Yes. I prayed and had faith as big as a mustard seed and knew God will heal my mum and that will be a miracle. My mum was there for everyone and put everyone before her. She loved God so much. She served in church. She served others before herself but she died. It broke my heart and I lost faith in God, in life, in being good etc.

When a young pastor’s family lost their 18 yr old son to a shooting accident, it was devastating. They have handled it so amazing! They are mourning their loss, but rejoicing his reunion with Jesus. Their lives are forever changed. They have beautiful memories of their son, and amazing visions of him sitting with God. Somehow, good will come of this.

I wanted Jesus to save my aunt from dying from cancer. I prayed and prayed that He would bring her back just as He did Lazarus. I knew I would continue to love and honor God regardless of the outcome but the pain has never gone away…our family was forever changed the day she left us…I wish I knew why it was more important to take her then give us more time with her. I guess it’s time to lay down my grief at Jesus’ feet.

Right now, in this very moment, I am questioning myself on. y career choices, some things are not easy, I know God sees the bigger picture, but it’s lime and lemons for me all this time. I’m choosing to trust in this waiting period and deepen my relationship with Him, It’s all I’ve got.

I have big questions about the formative years of my life. I am reminded that you want me to come to you regardless of how I come. I wonder about the impact on each of my family member’s and why nothing was ever spoken about. Ultimately God I pray if it is your will that those experiences build my knowledge of who you are in the same way that Mary and Martha were spiritually matured through their wait on you, eventually receiving a deeper revelation about who you are.

Many stories and many disappointments, e.g., my daughter’s motor vehicle accident, which left her with a brain injury, and 15 years later her brutal homicide; ex husband’s addiction and the impact this had on our lives. I am not sure what God wants me to do with these areas of my life. If there is any benefit In using these areas of my life, I am here God- take my feet and guide me.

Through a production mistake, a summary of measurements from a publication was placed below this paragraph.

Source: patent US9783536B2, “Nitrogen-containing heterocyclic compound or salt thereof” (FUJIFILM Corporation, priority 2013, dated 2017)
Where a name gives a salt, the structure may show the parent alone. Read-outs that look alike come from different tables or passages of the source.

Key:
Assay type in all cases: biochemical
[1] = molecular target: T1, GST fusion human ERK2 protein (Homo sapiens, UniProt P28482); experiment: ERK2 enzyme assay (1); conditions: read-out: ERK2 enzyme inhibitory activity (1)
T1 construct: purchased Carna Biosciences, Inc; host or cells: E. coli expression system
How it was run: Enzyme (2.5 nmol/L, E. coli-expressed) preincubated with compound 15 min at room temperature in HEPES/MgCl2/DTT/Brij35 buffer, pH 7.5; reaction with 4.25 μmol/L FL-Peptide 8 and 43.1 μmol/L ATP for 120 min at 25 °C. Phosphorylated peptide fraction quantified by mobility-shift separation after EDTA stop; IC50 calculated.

Yes, my son Andrew who struggles with PTSD from serving in the military has been an alcoholic for 10 years after returning from Afghanistan. I have been praying for spiritual and physical healing. I know the spiritual healing needs to come first in order for physical healing. Why it’s taking so long for his healing is beyond me. I get angry all the time at the Lord and cry out to him. I know deep in my heart healing is coming:

I think a disappointment I have is that my best friend is moving over summer. We are so close, and we had so many plans of things to do before she left. But now with the virus I can’t even see her at all. I just wonder why this is happening and if I’ll ever get to actually hang out with her again.

My first real grief I think came when my daughter-in-law Linda found that she could not conceive and each time they tried with in vitro four times, it was very stressful And very sad. It felt like our prayers were hitting a ceiling as they were not but like God wasn’t hearing us. Wanting for so long to be grandparents was overshadowed By the grief we all felt in the loss each time of a possible baby in their lives. And all the time you thinking where are you god, do you hear us are we important to you…